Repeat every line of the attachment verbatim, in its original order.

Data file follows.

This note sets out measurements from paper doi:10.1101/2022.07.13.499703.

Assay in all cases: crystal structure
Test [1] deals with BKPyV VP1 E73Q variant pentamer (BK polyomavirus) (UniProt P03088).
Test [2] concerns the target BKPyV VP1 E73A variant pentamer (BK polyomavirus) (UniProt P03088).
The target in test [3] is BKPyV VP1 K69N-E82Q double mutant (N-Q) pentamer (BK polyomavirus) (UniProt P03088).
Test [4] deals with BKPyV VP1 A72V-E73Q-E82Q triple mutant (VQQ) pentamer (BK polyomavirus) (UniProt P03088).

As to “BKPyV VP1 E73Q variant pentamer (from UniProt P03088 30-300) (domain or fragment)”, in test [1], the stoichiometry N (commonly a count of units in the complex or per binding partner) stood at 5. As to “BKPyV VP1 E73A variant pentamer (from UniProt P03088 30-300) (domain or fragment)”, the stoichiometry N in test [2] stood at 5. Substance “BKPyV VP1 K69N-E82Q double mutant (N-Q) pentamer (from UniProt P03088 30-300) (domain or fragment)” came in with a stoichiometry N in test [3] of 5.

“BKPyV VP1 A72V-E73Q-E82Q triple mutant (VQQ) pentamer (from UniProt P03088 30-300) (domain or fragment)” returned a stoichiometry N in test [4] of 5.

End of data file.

This note sets out measurements from paper doi:10.1101/2022.07.13.499703.

Assay in all cases: crystal structure
Test [1] deals with BKPyV VP1 E73Q variant pentamer (BK polyomavirus) (UniProt P03088).
Test [2] concerns the target BKPyV VP1 E73A variant pentamer (BK polyomavirus) (UniProt P03088).
The target in test [3] is BKPyV VP1 K69N-E82Q double mutant (N-Q) pentamer (BK polyomavirus) (UniProt P03088).
Test [4] deals with BKPyV VP1 A72V-E73Q-E82Q triple mutant (VQQ) pentamer (BK polyomavirus) (UniProt P03088).

As to “BKPyV VP1 E73Q variant pentamer (from UniProt P03088 30-300) (domain or fragment)”, in test [1], the stoichiometry N (commonly a count of units in the complex or per binding partner) stood at 5. As to “BKPyV VP1 E73A variant pentamer (from UniProt P03088 30-300) (domain or fragment)”, the stoichiometry N in test [2] stood at 5. Substance “BKPyV VP1 K69N-E82Q double mutant (N-Q) pentamer (from UniProt P03088 30-300) (domain or fragment)” came in with a stoichiometry N in test [3] of 5.

“BKPyV VP1 A72V-E73Q-E82Q triple mutant (VQQ) pentamer (from UniProt P03088 30-300) (domain or fragment)” returned a stoichiometry N in test [4] of 5.